Jerome Powell, chairman of the U.S. Federal Reserve, speaks during a House Financial Services Committee hearing in Washington, D.C., U.S. (Photographer: Andrew Harrer/Bloomberg)

Emerging Markets Will Be in Flux, No Matter What the Fed Does

(Bloomberg Opinion) -- The merest hint from Jerome Powell that he’s ready for a breather would have emerging-market investors turning cartwheels. Unfortunately, it wouldn’t solve every problem.

An indication from the Federal Reserve chairman that the steady quarter-point climb in U.S. interest rates is nearing a pause would be an opportunity for those investors to pick up some assets. The whiff of crisis in the developing world would dissipate.

Dissipate, but not disappear. U.S. rates siphoning investors away from emerging markets was only one problem; easing that will be no panacea. Better to think of a Fed shift as a necessary, but insufficient, step toward the all-clear signal.

Troublesome politics and miscued policy would remain in places like Turkey, Argentina and South Africa, points out Federico Kaune at UBS Asset Management. Then there’s trade.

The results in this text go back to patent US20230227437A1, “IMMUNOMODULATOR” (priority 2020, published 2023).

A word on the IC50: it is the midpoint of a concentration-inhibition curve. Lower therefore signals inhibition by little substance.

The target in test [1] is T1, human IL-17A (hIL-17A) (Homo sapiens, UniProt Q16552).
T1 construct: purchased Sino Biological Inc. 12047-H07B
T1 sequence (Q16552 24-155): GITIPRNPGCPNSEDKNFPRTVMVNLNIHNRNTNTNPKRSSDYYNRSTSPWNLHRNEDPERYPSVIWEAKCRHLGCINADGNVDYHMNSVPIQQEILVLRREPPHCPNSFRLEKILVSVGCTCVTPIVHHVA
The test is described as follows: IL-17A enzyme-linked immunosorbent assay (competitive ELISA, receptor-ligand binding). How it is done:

The tariff clash between the U.S. and China threatens to upend supply chains built up over decades, especially for countries that rose to power as low-cost producers or assemblers of components. Those chains steered direct investment, manufacturing, higher living standards and education. In some ways, the supply chains fostered the global middle class.

But something has shifted in the way people think about trade. When trade is being discussed as a zero-sum game with winners and losers, it’s hard to envision a return to the halcyon days of globalization, regardless of when Donald Trump departs the scene.

No wonder markets hang on every hint from the Fed. Dot plots, forecasts and forward guidance are easier to grasp — that was the point — than intangibles like the president’s trade agenda or Asia’s evolution toward a new economic model.

Barring a calamity, Fed rates are going up on Sept. 26. I have no idea whether Powell or the Federal Open Market Committee will indicate then that a pause is in the offing. The Fed’s own published projections do suggest rates are closing on a level that neither restricts nor stimulates the economy. The chairman is likely to be asked about it at his press conference following the conclave in three weeks.

Investors will be listening closely. Slower U.S. rate increases would give emerging markets a reprieve, but it would be a pity if that deferred hard thinking about trade wars’ impact on economic models, especially in Asia. Even détente in the U.S.-China spat would not erase these dynamics.

This column does not necessarily reflect the opinion of the editorial board or Bloomberg LP and its owners.

Daniel Moss writes and edits articles on economics for Bloomberg Opinion. Previously he was executive editor of Bloomberg News for global economics, and has led teams in Asia, Europe and North America.

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